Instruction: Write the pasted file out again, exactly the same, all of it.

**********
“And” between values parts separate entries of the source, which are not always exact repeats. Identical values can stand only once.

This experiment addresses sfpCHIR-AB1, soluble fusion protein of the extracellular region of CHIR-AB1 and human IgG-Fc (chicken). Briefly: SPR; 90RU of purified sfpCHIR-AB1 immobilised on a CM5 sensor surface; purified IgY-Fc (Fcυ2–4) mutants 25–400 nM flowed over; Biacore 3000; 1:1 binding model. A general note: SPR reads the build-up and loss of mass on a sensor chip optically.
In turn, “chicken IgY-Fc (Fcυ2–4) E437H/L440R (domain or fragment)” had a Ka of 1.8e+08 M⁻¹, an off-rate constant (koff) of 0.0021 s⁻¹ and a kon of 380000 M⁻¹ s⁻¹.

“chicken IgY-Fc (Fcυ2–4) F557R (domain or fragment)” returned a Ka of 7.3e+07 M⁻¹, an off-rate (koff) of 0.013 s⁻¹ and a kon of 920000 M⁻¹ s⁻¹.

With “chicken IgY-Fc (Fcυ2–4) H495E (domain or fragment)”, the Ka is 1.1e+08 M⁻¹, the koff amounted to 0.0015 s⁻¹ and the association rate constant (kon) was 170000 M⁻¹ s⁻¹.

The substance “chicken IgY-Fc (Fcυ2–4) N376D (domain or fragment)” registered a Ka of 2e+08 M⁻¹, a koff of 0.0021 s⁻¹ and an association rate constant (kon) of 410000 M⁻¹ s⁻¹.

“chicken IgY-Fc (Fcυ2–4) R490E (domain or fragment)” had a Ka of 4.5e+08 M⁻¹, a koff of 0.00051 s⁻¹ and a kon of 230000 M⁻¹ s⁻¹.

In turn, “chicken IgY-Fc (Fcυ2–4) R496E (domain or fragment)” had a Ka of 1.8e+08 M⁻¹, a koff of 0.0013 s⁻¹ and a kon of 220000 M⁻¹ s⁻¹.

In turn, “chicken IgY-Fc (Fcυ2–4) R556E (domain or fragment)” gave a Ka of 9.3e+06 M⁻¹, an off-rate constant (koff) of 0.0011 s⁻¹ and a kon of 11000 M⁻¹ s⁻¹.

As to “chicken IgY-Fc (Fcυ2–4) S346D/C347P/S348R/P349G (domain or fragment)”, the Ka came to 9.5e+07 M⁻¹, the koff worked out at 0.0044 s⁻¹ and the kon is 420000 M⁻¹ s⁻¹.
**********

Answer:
“And” between values parts separate entries of the source, which are not always exact repeats. Identical values can stand only once.

This experiment addresses sfpCHIR-AB1, soluble fusion protein of the extracellular region of CHIR-AB1 and human IgG-Fc (chicken). Briefly: SPR; 90RU of purified sfpCHIR-AB1 immobilised on a CM5 sensor surface; purified IgY-Fc (Fcυ2–4) mutants 25–400 nM flowed over; Biacore 3000; 1:1 binding model. A general note: SPR reads the build-up and loss of mass on a sensor chip optically.
In turn, “chicken IgY-Fc (Fcυ2–4) E437H/L440R (domain or fragment)” had a Ka of 1.8e+08 M⁻¹, an off-rate constant (koff) of 0.0021 s⁻¹ and a kon of 380000 M⁻¹ s⁻¹.

“chicken IgY-Fc (Fcυ2–4) F557R (domain or fragment)” returned a Ka of 7.3e+07 M⁻¹, an off-rate (koff) of 0.013 s⁻¹ and a kon of 920000 M⁻¹ s⁻¹.

With “chicken IgY-Fc (Fcυ2–4) H495E (domain or fragment)”, the Ka is 1.1e+08 M⁻¹, the koff amounted to 0.0015 s⁻¹ and the association rate constant (kon) was 170000 M⁻¹ s⁻¹.

The substance “chicken IgY-Fc (Fcυ2–4) N376D (domain or fragment)” registered a Ka of 2e+08 M⁻¹, a koff of 0.0021 s⁻¹ and an association rate constant (kon) of 410000 M⁻¹ s⁻¹.

“chicken IgY-Fc (Fcυ2–4) R490E (domain or fragment)” had a Ka of 4.5e+08 M⁻¹, a koff of 0.00051 s⁻¹ and a kon of 230000 M⁻¹ s⁻¹.

In turn, “chicken IgY-Fc (Fcυ2–4) R496E (domain or fragment)” had a Ka of 1.8e+08 M⁻¹, a koff of 0.0013 s⁻¹ and a kon of 220000 M⁻¹ s⁻¹.

In turn, “chicken IgY-Fc (Fcυ2–4) R556E (domain or fragment)” gave a Ka of 9.3e+06 M⁻¹, an off-rate constant (koff) of 0.0011 s⁻¹ and a kon of 11000 M⁻¹ s⁻¹.

As to “chicken IgY-Fc (Fcυ2–4) S346D/C347P/S348R/P349G (domain or fragment)”, the Ka came to 9.5e+07 M⁻¹, the koff worked out at 0.0044 s⁻¹ and the kon is 420000 M⁻¹ s⁻¹.